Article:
When upgrading our Oracle database to 11g we received the following error when executing previously working SSIS packages on our MSSQL2008R2 server:
Executed as user: <redacted> Microsoft (R) SQL Server Execute Package Utility Version 10.50.1600.1 for 64-bit Copyright (C) Microsoft Corporation 2010. All rights reserved. Started: 3:10:34 PM Error: 2013-08-16 15:10:37.14 Code: 0xC02020F6 Source: <redacted> OLE DB Source  Description: Column “<redacted>” cannot convert between unicode and non-unicode string data types. End Error Error: 2013-08-16 15:10:37.15 Code: 0xC004706B Source: <redacted> SSIS.Pipeline Description: “component “OLE DB Source” (1)” failed validation and returned validation status “VS_ISBROKEN”. End Error Error: 2013-08-16 15:10:37.15 Code: 0xC004700C Source: <redacted> SSIS.Pipeline Description: One or more component failed validation. End Error Error: 2013-08-16 15:10:37.15 Code: 0xC0024107 Source: <redacted> Description: There were errors during task validation. End Error DTExec: The package execution returned DTSER_FAILURE (1). Started: 3:10:34 PM Finished: 3:10:37 PM Elapsed: 2.308 seconds. The package execution failed. The step failed.
Turns out the fix was very simple. Basically all we had to do was edit the package in notepad and replace all occurrences of:
most likely this is and issue with the look up for your alias. a quick workaround for is to set the Data Source and Provider Strings to the following:
<FQ hosting name>:<port>/<alias>
thanks to bkgroups<AT>yahoo<DOT>com for the post all the way back in 2007 on sqlmonster.com for the answer.
I was smacking my head against the wall trying to figure out why in the world a scheduled task I wrote was timing out on my production server, but not on my development server.
I started by looking at the database first since I know that that is the place that 99% of performance tuning could be done. I fired up Query Analyzer and popped in the SQL statement and began combing through the tables and views that made up the query.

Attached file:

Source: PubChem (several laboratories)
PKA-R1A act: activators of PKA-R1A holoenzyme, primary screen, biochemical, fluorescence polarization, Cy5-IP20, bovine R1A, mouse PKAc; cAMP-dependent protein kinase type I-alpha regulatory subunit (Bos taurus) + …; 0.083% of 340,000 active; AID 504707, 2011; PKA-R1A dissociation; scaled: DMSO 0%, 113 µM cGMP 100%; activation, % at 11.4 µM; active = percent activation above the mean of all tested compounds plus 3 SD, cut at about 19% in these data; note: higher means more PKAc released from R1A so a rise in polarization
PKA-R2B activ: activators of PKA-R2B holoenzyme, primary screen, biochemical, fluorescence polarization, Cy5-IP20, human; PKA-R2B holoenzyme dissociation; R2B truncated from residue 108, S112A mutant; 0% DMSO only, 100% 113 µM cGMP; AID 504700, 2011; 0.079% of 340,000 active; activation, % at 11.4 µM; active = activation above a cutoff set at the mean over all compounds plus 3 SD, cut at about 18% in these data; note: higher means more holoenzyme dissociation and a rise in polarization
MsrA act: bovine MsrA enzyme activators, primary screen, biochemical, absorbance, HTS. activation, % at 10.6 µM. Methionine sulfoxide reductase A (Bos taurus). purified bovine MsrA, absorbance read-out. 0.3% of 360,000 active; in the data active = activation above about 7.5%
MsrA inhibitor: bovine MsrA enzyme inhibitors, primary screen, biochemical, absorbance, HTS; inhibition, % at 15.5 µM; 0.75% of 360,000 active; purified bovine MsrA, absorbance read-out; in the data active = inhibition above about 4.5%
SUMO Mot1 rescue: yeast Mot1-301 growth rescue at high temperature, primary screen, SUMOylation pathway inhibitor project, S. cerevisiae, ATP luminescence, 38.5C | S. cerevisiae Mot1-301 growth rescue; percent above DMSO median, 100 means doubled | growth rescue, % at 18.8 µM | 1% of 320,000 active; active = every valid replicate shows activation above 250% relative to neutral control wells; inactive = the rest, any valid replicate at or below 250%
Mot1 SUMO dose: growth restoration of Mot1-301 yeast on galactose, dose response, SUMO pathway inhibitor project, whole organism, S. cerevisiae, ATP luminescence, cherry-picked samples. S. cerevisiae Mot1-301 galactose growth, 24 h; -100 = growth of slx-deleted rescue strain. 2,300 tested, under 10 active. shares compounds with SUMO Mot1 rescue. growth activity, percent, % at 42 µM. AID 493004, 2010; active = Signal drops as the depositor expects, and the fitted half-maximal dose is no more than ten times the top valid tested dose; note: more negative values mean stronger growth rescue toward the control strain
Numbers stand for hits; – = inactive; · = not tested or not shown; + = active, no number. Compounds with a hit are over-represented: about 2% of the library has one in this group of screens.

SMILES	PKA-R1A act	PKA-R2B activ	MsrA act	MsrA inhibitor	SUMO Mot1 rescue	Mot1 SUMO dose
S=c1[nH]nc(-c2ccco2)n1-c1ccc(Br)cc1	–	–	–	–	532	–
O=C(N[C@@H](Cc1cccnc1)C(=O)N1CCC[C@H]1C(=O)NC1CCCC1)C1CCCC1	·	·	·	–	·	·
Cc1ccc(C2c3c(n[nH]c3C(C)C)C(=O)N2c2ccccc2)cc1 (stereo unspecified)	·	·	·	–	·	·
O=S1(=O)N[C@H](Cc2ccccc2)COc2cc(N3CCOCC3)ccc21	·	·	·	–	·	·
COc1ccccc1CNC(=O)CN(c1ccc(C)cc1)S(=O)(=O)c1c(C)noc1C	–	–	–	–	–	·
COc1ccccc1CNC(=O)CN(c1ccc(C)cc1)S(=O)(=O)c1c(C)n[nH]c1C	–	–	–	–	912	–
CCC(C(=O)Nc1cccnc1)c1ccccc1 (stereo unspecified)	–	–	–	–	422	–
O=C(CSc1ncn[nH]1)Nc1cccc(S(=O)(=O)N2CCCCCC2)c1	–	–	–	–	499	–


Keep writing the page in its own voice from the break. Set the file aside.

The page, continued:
To make a long story short (too late), I noticed that in one view I was returning a count aggregate and in my development database every row returned a value, but on my production database there was a row that was returning a null. I patched the problem with a quick isnull() and reran the query again. IT WORKED!!!!
The lessons I learned, double check your work, always account for nulls on joins and aggregates and never write business logic views at 4 in the morning.
Ben started a whirl wind of ideas with his recent post about optimizing SQL queries for better performance. I was getting too carried away with commenting and decided that further tips that I had should be put down in my own post. Below are the ideas that I commented on, along with some new ones.
1) Create indexes on foreign key(s)
I think, no wait, I know that this is the most overlooked design aspect on almost every database. Far too often people forget to create an index for the foreign key(s) that are on a table. I guess the reason is because since all database servers automatically create an index on the columns that you specify to make up the primary key, why shouldn’t it do the same for foreign keys? Well it doesn’t and this is why it’s the most overlooked and biggest culprit of performance lost in a database.
How many times have you seen a statement that joins 10 different tables all to grab a single value from each table? I’m so guilty of this, I should be thrown to the wolves. Again this is a HUGE performance hog and can be avoided by sitting down and taking the time to normalize your database. What is normalization you ask? It’s the idea that some data that is in one table can be copied into another table to prevent a join from occurring. I guess an example I can give is: